The legend of an ancient King might hold the key to rescuing a young orphan from an unhappy life. RICHARD PHILLIPS-JONES kicks off series two in his Shadows episode guide with The Dark Streets Of Kimball’s Green.
BROADCAST: 28 July 1976
STARRING: Alex McCrindle. Barbara Keogh, Hannah Isaacson, Andrew Paul
WRITER: Joan Aiken
DIRECTOR: Stan Woodward
Shadows: The Dark Streets Of Kimball’s Green Review
Em (Isaacson) has an unhappy home life in the run-down London district of Kimball’s Green: In the care of cruel foster mother Mrs. Vaughan (Keogh), who only seems interested in the extra income her young charge generates, the bossed-around girl is actively discouraged from her passion for reading, whilst Vaughan and her delinquent son Colin (Paul) have a nasty fate in mind for the stray cat that Em has taken under her care.
The orphaned Em befriends local street busker Mr. Campbell (McCrindle), who encourages her love of literature and obtains a book for her detailing the legend of an ancient King, who was said to have ruled the region where Kimball’s Green now stands, and battled an invading force led by an evil Queen.
Em draws parallels between those invading forces, and the tyrannical Mrs. Vaughan, whilst the street gang led by Colin represent the Queen’s army in the girl’s mind. Imagining herself able to contact the King from a local telephone box, Em sees in the book of legends a possible source of redemption…
A stylistic shift was evident as Shadows entered its second run, with the first episode shot entirely on location. It’s also a surprisingly stark and brutal entry, with a clearly unfit foster mother who would hopefully not pass the required background checks nowadays, and feral youths running wild.
For all the social realism on display (which feels like it’s crept in from Thames Television stablemate The Sweeney), this is at heart a very whimsical tale, drawing heavily on ancient mythology and folklore, something of a recurring motif for Shadows’ second series.
It’s that very element of whimsy which is the episodes’ undoing, and would similarly affect other tales in this run of Shadows, substituting the superb horror touches of the first series’ best entries with childhood daydreams. It jars somewhat with a pretty brutal scene where a gang of youths (led by Colin) attacks and beats Mr. Campbell with sticks, whilst a moment at the climax where Em’s cat manages to scare off the gang simply doesn’t come off the way it should.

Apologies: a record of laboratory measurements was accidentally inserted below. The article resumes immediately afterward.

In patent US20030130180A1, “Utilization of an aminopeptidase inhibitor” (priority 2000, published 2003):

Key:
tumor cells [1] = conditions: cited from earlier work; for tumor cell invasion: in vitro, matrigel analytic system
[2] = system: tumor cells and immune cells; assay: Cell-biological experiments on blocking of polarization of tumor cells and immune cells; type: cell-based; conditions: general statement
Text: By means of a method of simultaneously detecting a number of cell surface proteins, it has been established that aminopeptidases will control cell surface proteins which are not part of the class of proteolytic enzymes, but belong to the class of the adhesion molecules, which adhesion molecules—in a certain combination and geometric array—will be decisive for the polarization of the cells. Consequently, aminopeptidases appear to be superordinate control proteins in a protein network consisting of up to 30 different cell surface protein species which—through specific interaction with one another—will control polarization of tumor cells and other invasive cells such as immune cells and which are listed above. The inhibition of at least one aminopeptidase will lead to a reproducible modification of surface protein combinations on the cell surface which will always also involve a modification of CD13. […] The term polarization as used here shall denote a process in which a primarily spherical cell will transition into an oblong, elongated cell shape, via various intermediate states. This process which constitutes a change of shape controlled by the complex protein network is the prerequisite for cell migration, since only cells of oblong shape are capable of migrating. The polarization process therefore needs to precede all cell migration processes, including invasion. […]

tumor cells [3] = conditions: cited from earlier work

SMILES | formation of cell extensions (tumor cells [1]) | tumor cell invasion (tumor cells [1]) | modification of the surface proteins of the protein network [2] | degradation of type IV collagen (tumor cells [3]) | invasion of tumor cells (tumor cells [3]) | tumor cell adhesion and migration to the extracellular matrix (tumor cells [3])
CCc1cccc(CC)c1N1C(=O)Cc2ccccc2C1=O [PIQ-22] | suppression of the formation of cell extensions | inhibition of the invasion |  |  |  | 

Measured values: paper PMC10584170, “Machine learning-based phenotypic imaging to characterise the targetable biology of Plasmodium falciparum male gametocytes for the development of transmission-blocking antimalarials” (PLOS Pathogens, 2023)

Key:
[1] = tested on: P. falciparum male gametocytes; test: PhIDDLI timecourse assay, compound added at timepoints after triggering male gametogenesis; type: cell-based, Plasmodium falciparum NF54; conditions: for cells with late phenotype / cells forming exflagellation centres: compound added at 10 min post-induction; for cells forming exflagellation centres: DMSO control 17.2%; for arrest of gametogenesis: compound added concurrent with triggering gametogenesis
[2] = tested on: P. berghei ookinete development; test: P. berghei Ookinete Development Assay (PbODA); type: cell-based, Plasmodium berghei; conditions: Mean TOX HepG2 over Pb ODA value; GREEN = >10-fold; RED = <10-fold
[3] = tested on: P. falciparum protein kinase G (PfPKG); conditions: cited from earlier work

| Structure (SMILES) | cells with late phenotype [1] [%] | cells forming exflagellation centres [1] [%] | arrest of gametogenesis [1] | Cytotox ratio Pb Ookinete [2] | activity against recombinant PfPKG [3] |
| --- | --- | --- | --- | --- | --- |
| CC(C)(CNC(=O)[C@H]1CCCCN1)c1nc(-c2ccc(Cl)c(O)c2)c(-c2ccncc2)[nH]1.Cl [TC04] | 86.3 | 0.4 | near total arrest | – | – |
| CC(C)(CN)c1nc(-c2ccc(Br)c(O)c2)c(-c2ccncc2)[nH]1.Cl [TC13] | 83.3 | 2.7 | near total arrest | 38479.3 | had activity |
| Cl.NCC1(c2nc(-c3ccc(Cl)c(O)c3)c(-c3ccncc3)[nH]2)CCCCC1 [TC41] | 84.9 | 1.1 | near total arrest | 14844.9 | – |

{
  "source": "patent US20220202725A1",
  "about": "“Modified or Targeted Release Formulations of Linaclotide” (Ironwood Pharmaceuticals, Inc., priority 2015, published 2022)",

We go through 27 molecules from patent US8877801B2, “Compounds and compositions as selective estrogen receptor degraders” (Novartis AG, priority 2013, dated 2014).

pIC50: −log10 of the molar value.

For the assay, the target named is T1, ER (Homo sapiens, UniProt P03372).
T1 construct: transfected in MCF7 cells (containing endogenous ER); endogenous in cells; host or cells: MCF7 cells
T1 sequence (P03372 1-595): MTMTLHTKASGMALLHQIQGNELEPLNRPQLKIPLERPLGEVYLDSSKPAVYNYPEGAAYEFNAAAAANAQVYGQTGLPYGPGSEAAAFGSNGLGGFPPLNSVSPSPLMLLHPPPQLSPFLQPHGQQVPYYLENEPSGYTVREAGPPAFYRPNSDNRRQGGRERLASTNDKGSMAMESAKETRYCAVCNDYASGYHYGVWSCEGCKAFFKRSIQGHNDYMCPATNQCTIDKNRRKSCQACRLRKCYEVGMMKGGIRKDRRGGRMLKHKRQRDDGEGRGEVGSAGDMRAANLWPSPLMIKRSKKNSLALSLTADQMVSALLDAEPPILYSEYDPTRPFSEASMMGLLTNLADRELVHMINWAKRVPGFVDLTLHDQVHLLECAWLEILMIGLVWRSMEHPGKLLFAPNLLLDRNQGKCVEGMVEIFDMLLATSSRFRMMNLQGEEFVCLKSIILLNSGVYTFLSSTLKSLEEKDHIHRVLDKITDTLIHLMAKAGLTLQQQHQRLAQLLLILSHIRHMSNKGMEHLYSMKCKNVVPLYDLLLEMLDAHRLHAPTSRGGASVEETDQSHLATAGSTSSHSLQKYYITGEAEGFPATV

Still, for all that, The Dark Streets Of Kimball’s Green is still an interesting curate’s egg, and the story by Joan Aiken (a fine exponent of children’s supernatural tales) works rather better in its written form, in tie-in book The Best Of Shadows (Carousel, 1979). Perhaps the limitations of shooting on videotape, on location back then couldn’t really do it justice – it would be worth a modern-day film-maker revisiting the tale.
TRIVIA POINTS: Shadows was given a new, animated and nightmare-fuelling opening sequence for 1976. In this case, it was more effective in chilling the viewer than the episode that followed.
Period retail buffs will enjoy the inside shots of a branch of Key Markets – the supermarket chain was later absorbed into Gateway, then Somerfield, both of which have also disappeared from UK high streets.
Andrew Paul was just embarking on a long career on-screen, with an appearance in Bugsy Malone the same year. He’s perhaps best known to British viewers for his long-running role as PC Dave Quinnan in The Bill between 1987 and 2002.
Child actor Hannah Isaacson would make appearances in Marie Curie and Secret Army the following year, before disappearing from screens. If any reader knows what became of her, we’d love to hear from you.
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